The three of us pose
on a statue of a deer,
a black and white photo
even though Catskill summers
were green stained knees
and blue berry-picking fingers,
a “Father Knows Best”
kind of scene
as unreal as the TV show

Those fleeting days
when my older sister
soothed my sunburned shoulders
but let me pull dead skin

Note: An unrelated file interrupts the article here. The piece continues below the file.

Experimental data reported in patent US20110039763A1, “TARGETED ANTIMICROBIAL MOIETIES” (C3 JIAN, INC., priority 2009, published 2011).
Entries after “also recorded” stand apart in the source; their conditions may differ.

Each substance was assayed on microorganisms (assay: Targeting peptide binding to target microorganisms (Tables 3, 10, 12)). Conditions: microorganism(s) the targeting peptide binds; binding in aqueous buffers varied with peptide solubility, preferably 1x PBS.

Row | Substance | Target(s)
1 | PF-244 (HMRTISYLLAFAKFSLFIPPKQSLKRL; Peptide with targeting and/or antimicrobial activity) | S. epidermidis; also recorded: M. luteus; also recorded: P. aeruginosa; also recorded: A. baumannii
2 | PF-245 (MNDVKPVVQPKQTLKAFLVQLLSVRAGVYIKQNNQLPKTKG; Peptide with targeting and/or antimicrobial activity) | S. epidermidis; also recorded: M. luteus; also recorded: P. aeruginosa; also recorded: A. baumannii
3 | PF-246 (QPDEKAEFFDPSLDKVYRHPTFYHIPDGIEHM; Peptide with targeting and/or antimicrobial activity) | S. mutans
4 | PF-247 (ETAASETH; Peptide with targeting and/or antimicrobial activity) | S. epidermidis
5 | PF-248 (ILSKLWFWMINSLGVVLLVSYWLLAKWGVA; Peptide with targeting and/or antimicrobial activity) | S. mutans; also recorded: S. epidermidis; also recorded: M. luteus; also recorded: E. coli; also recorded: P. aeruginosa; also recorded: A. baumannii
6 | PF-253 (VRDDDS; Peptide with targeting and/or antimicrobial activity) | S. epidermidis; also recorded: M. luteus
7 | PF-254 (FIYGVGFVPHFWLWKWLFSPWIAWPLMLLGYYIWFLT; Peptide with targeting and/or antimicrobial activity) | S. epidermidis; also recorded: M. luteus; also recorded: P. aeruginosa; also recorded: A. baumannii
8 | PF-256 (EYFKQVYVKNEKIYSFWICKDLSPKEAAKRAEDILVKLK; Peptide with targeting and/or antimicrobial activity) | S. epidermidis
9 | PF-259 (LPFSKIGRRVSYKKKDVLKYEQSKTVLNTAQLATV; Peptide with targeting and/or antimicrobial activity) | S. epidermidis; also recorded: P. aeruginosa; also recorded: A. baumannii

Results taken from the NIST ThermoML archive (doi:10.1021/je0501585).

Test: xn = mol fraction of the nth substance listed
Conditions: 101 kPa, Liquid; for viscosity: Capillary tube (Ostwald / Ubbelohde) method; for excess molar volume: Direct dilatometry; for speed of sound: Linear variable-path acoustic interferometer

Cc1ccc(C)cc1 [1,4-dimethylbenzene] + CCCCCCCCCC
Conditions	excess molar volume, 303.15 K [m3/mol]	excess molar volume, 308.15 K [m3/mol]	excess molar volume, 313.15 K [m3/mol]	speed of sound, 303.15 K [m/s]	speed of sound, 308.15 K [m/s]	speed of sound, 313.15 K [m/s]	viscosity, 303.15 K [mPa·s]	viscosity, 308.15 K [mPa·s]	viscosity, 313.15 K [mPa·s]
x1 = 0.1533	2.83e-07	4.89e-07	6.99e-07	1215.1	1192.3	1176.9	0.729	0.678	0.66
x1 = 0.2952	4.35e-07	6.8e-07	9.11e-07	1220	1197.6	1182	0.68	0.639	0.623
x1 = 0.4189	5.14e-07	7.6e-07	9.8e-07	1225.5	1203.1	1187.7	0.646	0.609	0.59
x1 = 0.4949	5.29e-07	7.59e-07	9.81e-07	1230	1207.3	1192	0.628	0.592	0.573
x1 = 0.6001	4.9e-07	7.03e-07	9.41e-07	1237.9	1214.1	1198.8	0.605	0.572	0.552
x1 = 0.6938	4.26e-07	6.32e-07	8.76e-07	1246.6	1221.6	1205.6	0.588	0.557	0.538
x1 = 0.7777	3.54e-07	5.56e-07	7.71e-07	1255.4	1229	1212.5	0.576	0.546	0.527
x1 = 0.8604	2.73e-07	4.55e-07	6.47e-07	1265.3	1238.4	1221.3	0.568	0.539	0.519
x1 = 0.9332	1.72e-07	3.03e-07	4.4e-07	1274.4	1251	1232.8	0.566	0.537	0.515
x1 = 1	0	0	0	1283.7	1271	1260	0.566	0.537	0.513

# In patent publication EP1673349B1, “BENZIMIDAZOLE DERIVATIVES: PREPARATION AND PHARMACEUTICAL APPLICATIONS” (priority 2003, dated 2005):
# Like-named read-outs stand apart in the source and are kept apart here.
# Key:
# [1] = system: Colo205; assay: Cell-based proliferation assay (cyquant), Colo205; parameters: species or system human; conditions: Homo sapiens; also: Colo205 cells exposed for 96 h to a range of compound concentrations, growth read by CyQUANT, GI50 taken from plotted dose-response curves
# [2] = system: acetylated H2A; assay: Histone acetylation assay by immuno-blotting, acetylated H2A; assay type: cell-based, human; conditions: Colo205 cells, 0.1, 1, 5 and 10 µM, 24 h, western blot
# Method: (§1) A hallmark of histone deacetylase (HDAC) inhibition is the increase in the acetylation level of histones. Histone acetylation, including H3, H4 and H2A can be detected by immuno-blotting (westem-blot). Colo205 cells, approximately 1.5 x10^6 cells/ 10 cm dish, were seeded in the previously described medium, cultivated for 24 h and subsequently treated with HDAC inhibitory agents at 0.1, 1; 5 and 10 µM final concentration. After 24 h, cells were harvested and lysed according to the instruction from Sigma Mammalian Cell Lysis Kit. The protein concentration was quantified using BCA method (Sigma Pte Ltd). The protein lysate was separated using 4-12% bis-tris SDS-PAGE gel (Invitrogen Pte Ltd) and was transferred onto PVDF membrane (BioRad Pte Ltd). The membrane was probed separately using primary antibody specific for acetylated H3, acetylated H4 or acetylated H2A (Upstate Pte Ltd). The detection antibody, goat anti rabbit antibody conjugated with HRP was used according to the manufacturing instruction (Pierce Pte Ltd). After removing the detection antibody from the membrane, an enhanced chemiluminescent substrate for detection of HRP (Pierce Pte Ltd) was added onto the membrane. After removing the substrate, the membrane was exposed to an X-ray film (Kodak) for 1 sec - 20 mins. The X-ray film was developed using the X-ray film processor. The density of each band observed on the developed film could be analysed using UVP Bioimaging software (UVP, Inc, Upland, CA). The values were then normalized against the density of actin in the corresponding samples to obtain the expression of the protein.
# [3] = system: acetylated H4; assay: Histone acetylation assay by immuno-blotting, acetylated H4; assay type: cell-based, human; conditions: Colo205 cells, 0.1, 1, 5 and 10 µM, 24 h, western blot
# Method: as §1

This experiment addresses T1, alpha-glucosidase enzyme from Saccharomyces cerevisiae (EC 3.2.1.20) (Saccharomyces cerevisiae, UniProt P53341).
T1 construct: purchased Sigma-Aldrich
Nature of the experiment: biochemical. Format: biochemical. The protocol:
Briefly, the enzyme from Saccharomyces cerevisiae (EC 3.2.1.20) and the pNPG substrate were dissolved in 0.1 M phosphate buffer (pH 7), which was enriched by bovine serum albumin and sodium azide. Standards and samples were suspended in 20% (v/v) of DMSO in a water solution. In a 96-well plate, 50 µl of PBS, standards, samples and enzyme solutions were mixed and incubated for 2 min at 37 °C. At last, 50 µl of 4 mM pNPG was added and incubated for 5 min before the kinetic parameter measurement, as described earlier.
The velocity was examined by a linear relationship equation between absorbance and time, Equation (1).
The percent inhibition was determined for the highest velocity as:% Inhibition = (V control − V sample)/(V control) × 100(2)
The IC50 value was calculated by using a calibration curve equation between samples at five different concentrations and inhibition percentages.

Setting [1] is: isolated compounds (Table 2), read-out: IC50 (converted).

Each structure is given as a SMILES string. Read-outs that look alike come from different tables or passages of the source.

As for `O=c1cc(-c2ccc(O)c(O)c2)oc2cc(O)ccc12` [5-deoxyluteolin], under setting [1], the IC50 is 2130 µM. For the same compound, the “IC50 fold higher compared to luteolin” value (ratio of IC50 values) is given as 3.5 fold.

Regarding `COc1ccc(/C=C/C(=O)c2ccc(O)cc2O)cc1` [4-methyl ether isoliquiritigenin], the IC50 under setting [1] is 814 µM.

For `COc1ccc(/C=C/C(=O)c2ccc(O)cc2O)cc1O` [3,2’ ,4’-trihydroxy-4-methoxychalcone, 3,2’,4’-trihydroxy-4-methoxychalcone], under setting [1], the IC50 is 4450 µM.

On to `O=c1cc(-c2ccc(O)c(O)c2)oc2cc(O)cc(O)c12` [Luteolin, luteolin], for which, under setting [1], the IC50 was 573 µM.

flaking from her brown back.

And my brother,
three years my senior,
not teasing yet
or throwing darts
at my dolls like he’d do
in a few year’s time,
A constant companion,
pinkg-pong partner,
those mosquito-bitten
Catskill summers.

And me, the youngest
so innocent and smiling,
Squeezed in close,
Thrilled to be on the deer,
I grab at its muscular neck,
Peeling, painted plaster,
A perfect illusion of strength
and family ties.

~Norma Ketzis Bernstock